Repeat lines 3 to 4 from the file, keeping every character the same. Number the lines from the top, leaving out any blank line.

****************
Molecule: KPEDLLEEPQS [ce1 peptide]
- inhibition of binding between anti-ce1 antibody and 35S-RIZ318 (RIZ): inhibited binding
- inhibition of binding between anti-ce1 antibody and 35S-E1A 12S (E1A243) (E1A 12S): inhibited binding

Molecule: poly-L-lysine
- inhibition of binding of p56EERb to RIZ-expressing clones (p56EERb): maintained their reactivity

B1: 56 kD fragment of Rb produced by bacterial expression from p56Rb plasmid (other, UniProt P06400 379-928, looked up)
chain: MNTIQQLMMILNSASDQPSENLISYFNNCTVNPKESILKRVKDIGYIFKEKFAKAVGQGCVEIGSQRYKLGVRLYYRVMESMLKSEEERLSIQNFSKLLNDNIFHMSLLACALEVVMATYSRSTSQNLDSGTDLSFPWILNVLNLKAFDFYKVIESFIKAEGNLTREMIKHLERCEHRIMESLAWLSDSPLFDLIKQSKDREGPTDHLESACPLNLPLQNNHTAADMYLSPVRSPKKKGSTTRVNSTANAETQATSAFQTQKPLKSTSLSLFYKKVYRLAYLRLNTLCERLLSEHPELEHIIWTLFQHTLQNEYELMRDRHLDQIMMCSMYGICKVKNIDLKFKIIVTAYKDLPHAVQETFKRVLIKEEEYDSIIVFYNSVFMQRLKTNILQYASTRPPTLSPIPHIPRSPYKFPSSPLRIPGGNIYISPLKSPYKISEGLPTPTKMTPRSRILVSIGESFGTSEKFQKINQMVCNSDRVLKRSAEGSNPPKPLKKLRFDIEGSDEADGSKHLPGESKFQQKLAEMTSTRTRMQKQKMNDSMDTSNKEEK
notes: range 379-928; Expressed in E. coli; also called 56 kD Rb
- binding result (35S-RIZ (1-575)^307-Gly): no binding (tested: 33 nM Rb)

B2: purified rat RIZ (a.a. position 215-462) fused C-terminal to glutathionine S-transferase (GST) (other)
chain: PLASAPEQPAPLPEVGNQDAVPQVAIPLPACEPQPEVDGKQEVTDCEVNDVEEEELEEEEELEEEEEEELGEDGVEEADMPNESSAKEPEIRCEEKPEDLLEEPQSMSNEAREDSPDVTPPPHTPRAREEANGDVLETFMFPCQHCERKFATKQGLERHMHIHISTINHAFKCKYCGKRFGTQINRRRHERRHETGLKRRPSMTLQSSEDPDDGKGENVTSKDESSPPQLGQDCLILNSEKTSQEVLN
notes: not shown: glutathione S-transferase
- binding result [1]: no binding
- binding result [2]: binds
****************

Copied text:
- inhibition of binding between anti-ce1 antibody and 35S-E1A 12S (E1A243) (E1A 12S): inhibited binding

Molecule: poly-L-lysine